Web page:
Professionals In Pesticides Use
Despite the fact that they can be easily accessed, this does not mean they are harmless. A good number of them are toxic and if improperly used can cause serious health effects to the user, family and the environment. As such, pesticide use in Australia is best done by professionals to maximize on the benefits and minimize on the negative effects. That being said, achieving optimal use of chemical pesticides remains a challenging resource management problem. Although frequent use of pesticides has increased standards of living and world food security, substantial challenges have been encountered.
How much do Australians spend on pesticides per year?
On average, families in Queensland reportedly spend $180 million each year controlling pests according to the Australian Bureau of Statistics. However, the overall cost to Queensland’s economy could be higher than that if you factor in production losses and destruction of natural resources.
- The average cost of eradicating termites in a typical household stands at $3,500 per infestation
- Rodent elimination on the other hand averages at $60 per animal
- Other types of pests cost anything from as low as $45 per week to as high as $150 per visit.
It is worth noting that, despite rising cases of pest infestation and resistance cases, the cost of eradicating pests has remained fairly competitive.
Effects of Pesticide Use In Australia
Pesticide use in Australia has from time immemorial dominated large areas of agriculture and urban areas. Consistent use of these chemicals represents a vital way to protect human life and improve productivity in households and agriculture sectors alike. Overuse and reliance on pesticides has however resulted in some insects developing resistance. This has more often than not necessitated an ever-increasing use of insecticides in an attempt to get hold of the problem.
For instance, in the 90s, overuse of insecticides was reported to cause resistance in cotton bollworm, a pest that almost took our cotton industry to its deathbed. Besides that, consistent use of broad spectrum pesticides (classified among the cheapest chemicals in the country), also tends to kill all the good insects. (https://futurism.com/our-most-important-pollinator-has-been-added-to-the-endangered-species-list/) It’s important to remember that the impact of frequent spray of chemicals can be far-reaching and although the consequences may not be immediate, long-term effects can be dire.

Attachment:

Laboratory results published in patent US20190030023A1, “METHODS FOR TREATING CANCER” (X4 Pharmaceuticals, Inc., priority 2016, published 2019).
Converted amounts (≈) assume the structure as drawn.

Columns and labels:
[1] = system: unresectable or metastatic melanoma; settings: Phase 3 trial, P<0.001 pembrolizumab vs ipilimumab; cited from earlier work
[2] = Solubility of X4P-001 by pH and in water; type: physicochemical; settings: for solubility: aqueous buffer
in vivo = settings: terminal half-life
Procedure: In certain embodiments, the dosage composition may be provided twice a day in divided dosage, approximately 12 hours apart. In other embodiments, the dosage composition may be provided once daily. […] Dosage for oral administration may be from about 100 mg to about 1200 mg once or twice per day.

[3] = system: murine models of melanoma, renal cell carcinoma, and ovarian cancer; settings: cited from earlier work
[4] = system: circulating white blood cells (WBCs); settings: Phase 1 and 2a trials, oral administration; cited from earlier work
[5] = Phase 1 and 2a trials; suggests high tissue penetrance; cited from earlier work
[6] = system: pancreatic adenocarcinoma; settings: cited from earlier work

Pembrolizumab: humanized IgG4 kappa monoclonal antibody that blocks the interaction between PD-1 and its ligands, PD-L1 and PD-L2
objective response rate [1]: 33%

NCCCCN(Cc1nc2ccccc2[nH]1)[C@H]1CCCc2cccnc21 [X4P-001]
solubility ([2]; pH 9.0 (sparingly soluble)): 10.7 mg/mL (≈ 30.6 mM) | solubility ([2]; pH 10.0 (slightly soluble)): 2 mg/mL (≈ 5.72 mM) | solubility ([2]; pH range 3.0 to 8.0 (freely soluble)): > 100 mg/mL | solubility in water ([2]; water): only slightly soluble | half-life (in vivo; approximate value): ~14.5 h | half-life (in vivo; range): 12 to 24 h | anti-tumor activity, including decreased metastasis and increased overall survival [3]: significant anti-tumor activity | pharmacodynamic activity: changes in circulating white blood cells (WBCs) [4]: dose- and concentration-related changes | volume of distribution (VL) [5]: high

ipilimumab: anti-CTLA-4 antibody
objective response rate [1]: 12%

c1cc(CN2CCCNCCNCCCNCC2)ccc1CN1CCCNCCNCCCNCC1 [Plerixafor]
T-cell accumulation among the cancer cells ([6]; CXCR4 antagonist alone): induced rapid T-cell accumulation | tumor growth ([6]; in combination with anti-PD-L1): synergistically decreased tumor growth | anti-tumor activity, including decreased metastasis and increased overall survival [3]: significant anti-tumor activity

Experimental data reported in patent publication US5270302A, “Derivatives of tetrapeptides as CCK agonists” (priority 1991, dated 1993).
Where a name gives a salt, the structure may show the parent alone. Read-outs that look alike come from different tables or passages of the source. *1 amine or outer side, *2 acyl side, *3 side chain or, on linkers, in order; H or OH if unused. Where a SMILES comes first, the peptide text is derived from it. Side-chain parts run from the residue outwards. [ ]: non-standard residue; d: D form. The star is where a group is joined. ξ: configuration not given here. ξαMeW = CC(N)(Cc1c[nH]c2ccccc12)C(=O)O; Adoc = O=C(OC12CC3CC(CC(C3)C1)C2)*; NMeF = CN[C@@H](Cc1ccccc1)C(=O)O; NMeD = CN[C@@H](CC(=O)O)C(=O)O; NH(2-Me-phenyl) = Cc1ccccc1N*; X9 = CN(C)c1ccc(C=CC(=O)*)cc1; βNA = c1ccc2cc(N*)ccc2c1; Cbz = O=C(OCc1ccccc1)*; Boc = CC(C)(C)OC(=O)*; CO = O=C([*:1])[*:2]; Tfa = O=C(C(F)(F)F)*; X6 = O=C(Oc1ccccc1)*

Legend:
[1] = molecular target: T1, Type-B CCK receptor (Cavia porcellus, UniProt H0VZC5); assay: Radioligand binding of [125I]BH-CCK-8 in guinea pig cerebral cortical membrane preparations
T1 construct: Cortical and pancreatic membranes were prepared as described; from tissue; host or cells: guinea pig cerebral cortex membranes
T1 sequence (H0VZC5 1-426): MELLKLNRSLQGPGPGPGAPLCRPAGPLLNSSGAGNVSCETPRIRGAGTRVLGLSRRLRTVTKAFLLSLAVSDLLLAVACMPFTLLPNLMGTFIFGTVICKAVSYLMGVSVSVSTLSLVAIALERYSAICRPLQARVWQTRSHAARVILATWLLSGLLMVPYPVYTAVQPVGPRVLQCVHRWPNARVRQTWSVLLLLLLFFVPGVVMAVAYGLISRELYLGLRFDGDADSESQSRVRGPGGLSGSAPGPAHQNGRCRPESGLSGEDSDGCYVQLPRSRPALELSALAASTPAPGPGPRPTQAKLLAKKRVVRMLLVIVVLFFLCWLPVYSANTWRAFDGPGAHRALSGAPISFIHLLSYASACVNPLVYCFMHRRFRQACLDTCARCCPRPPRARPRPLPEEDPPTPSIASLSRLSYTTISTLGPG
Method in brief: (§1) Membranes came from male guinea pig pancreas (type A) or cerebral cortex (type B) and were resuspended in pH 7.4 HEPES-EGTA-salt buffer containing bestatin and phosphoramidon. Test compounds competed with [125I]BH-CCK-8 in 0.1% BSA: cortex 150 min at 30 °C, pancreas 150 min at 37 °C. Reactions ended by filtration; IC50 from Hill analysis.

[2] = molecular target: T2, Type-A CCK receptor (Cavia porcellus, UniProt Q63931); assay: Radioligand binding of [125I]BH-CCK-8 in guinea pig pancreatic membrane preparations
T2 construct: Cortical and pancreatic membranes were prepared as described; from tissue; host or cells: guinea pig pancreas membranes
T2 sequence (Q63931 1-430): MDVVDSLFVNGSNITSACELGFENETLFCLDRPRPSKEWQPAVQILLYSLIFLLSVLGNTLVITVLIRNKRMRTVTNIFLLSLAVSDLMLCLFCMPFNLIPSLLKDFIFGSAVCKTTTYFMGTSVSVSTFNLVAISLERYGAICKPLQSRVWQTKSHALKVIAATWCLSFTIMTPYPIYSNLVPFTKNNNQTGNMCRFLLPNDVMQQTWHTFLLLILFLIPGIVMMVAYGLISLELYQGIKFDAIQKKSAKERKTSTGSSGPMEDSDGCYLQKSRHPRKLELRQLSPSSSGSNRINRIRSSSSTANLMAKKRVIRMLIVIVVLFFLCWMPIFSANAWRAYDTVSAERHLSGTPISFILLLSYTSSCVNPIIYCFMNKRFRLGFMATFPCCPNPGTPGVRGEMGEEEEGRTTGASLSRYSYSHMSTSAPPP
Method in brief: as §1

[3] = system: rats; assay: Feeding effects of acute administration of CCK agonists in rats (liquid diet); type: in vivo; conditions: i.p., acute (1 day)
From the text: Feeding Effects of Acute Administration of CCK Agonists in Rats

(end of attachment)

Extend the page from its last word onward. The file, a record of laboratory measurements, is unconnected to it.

The Future of Pesticide Use
Researchers are working to develop sustainable ways to households and farms from pests. The aim is to create products that are not only friendly to humans but also to the environment and other friendly insects. Recently, a research team from the Australian Institute for Bioengineering and Nanotechnology and the Queensland Alliance for Agriculture & Food Innovation came up with a forward-looking pesticide known as “BioClay”. According to AIBN, this special clay will provide wide benefits in the next decades with its application expected to expand into a wider field of local use.
Nanotechnology in Pest Control
Going forward, the trends of pesticide use in Australia are likely to take a more nanotechnological approach. This is in line with the country’s goal of becoming an environmentally sustainable and ecologically safe hub. Other trends we are likely to see going forward include:
- Rapid growth of transgenic-crop demand
- Further integration of chemical companies with seed and food processors
- Increased use of generic pesticides (as chemicals go off patent)
There is need for the members of the public to be educated on the importance of taking this kind of approach. Past trends have shown that people are reluctant to embrace new technology in pest management mainly for economic reason. That being the case, there’s need for the government and other organizations to support this vital industry through legislation.
Further Reading and Resources